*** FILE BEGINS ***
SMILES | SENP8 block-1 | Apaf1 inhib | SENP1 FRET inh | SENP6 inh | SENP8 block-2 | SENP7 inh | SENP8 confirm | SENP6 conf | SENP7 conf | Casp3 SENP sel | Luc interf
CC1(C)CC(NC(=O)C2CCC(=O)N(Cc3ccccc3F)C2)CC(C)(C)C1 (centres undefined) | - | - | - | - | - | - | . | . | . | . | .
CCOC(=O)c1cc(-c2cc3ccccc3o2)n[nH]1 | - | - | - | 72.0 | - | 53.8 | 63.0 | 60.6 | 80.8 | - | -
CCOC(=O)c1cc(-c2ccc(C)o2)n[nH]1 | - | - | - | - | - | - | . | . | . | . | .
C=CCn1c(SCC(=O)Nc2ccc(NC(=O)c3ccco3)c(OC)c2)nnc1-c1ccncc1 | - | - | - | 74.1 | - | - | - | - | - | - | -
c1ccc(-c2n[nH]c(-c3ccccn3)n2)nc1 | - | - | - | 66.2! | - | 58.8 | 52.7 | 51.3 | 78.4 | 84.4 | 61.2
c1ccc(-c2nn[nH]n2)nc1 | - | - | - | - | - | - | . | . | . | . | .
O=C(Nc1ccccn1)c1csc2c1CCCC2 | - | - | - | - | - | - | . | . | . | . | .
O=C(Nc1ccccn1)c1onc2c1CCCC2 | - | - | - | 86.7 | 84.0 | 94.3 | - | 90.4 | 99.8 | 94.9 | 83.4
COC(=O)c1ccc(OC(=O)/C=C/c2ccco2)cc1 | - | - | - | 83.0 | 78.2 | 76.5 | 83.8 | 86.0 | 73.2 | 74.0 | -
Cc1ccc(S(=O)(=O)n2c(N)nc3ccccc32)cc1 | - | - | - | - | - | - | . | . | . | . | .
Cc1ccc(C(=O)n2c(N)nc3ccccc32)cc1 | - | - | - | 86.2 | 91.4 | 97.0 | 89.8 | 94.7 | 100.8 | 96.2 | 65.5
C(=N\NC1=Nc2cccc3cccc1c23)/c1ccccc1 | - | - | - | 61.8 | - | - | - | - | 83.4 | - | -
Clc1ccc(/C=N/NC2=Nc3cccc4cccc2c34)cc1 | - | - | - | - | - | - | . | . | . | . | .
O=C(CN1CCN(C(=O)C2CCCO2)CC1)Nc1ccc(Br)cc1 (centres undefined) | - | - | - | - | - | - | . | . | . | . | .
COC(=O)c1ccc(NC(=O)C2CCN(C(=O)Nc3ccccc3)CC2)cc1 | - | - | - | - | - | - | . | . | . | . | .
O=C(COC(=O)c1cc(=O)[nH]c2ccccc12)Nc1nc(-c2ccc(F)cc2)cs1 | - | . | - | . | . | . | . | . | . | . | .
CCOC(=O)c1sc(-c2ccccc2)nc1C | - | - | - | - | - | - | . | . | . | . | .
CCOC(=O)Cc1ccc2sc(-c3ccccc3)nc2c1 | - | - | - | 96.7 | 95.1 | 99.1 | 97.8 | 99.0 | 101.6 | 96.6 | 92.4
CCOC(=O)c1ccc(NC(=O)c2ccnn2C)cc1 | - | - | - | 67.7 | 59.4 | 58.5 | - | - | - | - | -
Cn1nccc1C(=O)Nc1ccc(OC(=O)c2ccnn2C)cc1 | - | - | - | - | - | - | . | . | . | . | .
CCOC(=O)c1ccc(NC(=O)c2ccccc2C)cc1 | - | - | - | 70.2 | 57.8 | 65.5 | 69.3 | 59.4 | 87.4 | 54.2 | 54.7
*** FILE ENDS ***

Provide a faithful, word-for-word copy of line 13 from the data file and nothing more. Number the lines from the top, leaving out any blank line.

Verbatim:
C(=N\NC1=Nc2cccc3cccc1c23)/c1ccccc1 | - | - | - | 61.8 | - | - | - | - | 83.4 | - | -